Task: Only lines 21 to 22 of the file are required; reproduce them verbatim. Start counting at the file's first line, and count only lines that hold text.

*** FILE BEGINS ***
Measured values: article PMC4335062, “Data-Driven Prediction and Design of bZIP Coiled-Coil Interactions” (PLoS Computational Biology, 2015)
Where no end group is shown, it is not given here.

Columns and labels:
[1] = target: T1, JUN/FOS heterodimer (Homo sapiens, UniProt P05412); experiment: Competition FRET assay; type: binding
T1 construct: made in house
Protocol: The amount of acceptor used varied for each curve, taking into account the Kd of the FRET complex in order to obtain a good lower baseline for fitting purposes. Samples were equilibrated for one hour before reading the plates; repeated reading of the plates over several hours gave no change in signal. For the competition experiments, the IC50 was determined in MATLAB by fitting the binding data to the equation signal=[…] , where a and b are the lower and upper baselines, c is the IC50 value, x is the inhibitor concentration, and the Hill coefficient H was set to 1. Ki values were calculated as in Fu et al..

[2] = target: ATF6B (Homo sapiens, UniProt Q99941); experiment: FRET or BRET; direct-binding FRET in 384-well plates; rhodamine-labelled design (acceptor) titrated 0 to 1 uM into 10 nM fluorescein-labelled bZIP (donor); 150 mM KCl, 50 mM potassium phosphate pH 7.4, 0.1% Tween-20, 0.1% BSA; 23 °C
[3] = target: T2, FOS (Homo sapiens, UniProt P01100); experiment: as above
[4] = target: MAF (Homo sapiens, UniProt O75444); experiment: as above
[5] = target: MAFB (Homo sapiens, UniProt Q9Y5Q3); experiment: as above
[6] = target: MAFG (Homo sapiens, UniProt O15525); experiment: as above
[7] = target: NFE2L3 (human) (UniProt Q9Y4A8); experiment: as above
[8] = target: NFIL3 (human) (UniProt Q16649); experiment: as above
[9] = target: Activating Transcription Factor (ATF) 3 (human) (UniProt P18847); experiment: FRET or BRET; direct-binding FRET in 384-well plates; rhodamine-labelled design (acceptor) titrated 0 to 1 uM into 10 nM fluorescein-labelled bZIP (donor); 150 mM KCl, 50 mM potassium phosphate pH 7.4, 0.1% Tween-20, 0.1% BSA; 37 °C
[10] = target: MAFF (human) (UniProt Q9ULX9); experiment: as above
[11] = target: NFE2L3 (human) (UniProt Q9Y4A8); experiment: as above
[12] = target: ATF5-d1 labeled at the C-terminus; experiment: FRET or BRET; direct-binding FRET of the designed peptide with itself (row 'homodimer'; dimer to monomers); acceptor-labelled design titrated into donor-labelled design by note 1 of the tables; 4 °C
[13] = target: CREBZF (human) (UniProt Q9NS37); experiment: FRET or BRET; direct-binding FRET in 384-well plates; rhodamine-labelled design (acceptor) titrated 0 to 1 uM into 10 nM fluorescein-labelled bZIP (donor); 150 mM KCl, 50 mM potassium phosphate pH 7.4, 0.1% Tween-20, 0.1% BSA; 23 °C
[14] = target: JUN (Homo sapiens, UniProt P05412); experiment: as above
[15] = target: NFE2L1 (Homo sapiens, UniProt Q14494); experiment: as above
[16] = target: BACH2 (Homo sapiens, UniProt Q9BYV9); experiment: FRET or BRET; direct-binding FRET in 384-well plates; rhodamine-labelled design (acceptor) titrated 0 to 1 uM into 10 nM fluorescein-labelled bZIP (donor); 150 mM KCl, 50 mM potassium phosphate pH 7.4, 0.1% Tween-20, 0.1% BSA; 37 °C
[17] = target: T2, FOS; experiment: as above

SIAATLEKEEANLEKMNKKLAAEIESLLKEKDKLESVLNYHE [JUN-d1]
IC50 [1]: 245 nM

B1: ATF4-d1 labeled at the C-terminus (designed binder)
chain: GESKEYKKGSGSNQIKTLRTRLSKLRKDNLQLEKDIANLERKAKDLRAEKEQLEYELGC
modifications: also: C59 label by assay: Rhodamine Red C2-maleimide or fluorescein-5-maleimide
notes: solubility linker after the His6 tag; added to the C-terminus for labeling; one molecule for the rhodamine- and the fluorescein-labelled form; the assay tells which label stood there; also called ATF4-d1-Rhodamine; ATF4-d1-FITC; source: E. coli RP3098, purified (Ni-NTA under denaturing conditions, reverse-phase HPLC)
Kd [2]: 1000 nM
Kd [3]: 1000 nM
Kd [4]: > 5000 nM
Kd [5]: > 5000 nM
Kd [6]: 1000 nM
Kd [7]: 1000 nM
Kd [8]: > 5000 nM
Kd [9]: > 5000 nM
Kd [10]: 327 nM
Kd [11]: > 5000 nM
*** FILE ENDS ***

[16] = target: BACH2 (Homo sapiens, UniProt Q9BYV9); experiment: FRET or BRET; direct-binding FRET in 384-well plates; rhodamine-labelled design (acceptor) titrated 0 to 1 uM into 10 nM fluorescein-labelled bZIP (donor); 150 mM KCl, 50 mM potassium phosphate pH 7.4, 0.1% Tween-20, 0.1% BSA; 37 °C
[17] = target: T2, FOS; experiment: as above